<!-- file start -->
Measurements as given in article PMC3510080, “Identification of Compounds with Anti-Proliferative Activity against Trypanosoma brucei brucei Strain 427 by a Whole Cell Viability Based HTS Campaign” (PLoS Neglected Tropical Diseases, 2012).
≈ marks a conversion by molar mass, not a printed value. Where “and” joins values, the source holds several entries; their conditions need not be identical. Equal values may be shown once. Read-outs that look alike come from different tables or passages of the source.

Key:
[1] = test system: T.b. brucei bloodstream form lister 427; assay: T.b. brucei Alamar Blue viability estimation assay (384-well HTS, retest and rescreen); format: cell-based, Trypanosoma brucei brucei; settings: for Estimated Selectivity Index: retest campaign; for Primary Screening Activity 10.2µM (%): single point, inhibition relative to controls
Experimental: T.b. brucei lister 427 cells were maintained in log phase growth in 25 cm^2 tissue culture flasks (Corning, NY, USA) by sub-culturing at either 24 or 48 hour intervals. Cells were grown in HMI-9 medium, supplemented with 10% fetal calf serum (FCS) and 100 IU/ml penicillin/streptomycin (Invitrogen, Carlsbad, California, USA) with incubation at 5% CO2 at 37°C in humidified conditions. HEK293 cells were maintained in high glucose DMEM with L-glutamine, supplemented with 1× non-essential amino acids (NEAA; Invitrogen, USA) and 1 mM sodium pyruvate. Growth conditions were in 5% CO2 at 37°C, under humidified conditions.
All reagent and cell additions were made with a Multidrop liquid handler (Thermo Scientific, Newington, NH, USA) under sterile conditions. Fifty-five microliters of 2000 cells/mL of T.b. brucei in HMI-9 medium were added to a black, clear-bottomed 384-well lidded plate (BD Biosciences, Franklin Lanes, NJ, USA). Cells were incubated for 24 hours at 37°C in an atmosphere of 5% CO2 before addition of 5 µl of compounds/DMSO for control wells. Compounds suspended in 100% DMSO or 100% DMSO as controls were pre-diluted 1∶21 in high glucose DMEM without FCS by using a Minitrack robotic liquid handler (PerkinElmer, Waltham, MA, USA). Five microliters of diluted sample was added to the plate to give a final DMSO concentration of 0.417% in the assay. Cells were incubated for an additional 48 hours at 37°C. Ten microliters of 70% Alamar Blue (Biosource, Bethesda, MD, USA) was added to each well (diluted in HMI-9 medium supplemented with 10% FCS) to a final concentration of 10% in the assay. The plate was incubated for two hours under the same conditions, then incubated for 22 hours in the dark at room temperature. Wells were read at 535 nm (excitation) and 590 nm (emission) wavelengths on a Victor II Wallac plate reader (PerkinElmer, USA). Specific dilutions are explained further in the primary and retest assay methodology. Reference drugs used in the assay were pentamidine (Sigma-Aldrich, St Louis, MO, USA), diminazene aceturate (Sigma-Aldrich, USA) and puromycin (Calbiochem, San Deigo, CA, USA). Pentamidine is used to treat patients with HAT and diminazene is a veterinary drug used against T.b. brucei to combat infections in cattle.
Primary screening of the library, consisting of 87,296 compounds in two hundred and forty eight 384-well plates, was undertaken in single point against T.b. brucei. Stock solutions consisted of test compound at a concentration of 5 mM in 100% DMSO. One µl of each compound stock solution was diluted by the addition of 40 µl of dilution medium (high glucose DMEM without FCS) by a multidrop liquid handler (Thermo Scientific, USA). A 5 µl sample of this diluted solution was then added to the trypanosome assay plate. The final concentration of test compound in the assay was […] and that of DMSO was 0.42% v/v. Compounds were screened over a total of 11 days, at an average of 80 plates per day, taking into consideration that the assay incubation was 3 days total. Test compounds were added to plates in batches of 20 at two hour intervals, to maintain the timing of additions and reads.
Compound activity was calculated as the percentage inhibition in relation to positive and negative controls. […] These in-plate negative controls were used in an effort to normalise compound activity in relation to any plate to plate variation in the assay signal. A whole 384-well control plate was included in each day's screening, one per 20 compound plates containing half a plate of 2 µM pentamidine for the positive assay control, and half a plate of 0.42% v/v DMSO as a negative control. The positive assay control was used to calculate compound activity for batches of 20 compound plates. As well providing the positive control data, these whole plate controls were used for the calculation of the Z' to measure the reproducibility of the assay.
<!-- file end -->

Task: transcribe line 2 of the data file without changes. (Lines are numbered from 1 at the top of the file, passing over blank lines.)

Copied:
≈ marks a conversion by molar mass, not a printed value. Where “and” joins values, the source holds several entries; their conditions need not be identical. Equal values may be shown once. Read-outs that look alike come from different tables or passages of the source.